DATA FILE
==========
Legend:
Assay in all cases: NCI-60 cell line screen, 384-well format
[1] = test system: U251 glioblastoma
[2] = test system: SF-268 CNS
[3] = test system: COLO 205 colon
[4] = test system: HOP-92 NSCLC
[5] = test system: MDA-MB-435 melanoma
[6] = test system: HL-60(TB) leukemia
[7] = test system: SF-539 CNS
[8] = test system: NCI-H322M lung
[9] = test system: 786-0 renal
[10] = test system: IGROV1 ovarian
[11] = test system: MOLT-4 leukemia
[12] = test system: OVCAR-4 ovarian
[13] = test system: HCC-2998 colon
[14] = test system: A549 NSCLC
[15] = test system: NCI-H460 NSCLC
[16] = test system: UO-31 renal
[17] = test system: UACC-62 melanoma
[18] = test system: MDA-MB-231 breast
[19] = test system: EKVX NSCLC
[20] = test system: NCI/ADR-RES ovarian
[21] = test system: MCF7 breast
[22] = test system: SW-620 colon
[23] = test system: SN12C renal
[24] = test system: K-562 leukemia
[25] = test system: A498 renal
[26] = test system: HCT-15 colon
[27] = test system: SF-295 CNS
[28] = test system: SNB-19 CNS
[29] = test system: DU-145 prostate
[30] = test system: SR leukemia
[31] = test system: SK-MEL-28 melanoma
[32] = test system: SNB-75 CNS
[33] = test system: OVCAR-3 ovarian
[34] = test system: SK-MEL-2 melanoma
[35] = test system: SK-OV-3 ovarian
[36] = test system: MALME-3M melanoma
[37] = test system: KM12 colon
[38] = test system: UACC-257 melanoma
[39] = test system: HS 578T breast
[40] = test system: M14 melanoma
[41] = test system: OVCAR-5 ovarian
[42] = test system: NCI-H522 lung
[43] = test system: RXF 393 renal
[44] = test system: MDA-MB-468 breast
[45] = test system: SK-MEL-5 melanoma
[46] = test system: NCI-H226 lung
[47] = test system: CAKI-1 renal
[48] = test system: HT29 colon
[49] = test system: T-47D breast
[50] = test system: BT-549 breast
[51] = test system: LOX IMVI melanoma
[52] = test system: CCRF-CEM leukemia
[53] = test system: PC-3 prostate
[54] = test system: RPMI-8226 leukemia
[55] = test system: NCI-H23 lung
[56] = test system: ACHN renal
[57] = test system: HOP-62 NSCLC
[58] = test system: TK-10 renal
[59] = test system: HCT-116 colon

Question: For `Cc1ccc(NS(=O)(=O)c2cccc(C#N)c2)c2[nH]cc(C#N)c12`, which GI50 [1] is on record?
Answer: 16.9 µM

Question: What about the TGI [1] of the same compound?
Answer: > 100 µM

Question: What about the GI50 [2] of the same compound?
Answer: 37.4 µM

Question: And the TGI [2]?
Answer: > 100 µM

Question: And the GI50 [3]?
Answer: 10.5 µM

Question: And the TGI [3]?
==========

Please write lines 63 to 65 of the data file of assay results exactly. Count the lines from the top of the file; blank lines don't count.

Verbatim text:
Answer: 16.9 µM

Question: What about the TGI [1] of the same compound?
Answer: > 100 µM